Threshing Straw for Thatching Houses

Straw for thatching needs to be well-dried.  Stooks and ricks were a two-stage process which enabled straw to be cured so it was in the right condition for thatching.  However, problems arise if there is a wet autumn because the straw is unable to dry out correctly.  As mentioned in the last post (Putting the Lids), 21st C technology has come to the rescue in the form of loaders which can shift sheaves to barns.

Manor Farm straw is threshed by Dorset-based Symonds’ Thatchers.  These photos were taken this year, on the 10th October.

overall scene

overall scene

dropping sheaf bale

dropping sheaf bale

Pete clipping reed

Pete clipping reed

Putting the Lids on Thatched Dorset Cottages

from Will Best in Godmanstone….

http://www.jbmasterthatcher.co.uk/thatch-up-cerne-dorset-1.htmIt is the time of year at Manor Farm  for the visit of the threshing machine. When I was a small boy this was a commonplace on most of the farms in Dorset, but now I only know of 3 or 4 where it happens.

It is not that we dislike combine harvesters, but that we are making combed wheat reed from the straw. There are 3 materials used for thatching roofs: water reed, long straw and combed wheat reed.

Traditionally water reed was used for roofing  in areas where it was grown such as Abbotsbury, longstraw was used up country, but over most of Dorset it was combed wheat reed. Reed combing, which extracts all the long straight straw from a sheaf of wheat, used to be a winter manual job (Tess had to do it at Flintcombe Ash in Hardy’s novel) but in the early 20th century the mechanical reed comber was developed to put on top of a threshing machine; and, 100 years later, no one has successfully found any better way to do it.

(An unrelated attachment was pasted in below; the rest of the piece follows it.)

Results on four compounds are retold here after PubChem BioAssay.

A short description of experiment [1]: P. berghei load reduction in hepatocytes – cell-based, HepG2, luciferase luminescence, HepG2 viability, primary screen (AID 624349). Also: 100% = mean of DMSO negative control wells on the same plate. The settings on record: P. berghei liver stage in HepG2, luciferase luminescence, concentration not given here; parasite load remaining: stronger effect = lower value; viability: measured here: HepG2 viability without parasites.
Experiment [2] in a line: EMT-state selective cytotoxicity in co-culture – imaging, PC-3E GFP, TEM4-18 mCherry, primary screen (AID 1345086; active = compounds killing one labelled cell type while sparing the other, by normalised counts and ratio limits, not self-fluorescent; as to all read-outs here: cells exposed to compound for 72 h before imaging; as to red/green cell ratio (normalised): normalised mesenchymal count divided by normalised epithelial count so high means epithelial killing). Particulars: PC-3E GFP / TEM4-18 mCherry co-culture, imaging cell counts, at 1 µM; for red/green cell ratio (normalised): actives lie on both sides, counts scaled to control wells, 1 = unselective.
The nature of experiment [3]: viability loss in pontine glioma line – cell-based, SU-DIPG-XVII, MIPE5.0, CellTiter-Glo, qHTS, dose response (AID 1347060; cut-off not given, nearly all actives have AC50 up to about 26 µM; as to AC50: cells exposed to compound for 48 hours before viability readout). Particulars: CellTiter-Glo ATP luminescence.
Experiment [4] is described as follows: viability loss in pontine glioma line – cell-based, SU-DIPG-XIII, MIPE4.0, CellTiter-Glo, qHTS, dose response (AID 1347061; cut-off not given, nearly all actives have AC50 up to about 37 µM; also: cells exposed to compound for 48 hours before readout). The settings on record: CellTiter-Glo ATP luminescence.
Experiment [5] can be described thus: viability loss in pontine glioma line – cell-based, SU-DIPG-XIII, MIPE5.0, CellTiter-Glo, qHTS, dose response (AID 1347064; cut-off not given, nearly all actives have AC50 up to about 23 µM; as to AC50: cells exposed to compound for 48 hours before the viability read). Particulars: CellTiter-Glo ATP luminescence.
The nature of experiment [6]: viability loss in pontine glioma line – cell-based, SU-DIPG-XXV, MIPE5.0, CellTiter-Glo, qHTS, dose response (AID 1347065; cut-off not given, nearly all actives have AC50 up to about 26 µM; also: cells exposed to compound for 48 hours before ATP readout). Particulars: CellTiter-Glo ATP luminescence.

A Stooked Field at Manor Farm

A Stooked Field at Manor Farm

So at harvest time we cut the wheat, while it is still a bit green, with a binder and stand up all the resulting sheaves in stooks, otherwise known as hiles, shocks or stitches, 8 sheaves to a stook like tiny houses: the result is rather beautiful. Once the crop is ripe and dry, the sheaves must all be carried into the dry. In the past this meant carting with wagons and trailers, building ricks the size of small houses, and covering them with thatch or tarpaulins. Rick building is a specialised craft and must be done correctly or the wheat can spoil, or be very hard to pull out when the time comes.

Building the Rick

Now we have mechanised this by making big string tied bundles of up to 100 sheaves and using a loader to stack them in a barn, and later, to take them from the barn onto a platform beside the tractor powered thresher/ reed comber which separates out the reed, grain and rest of the straw.

This is the process, but the vital bit is the growing of the wheat. Modern varieties are too short; so old, longstrawed ones must be sown. Nitrogen fertiliser and other agrochemicals weaken the straw, so the crop must be grown organically, or with very few inputs.  This means that in order to grow a good tall clean crop which will stand up well until harvest, you must have good natural fertility in the soil: we only grow ours after a grass/clover ley and an application of composted manure. The whole process is quite complex compared to modern cereal growing, but it must be done if we are to continue to cover our historic buildings with the correct material, and it helps keep alive crafts and methods which go back for millennia.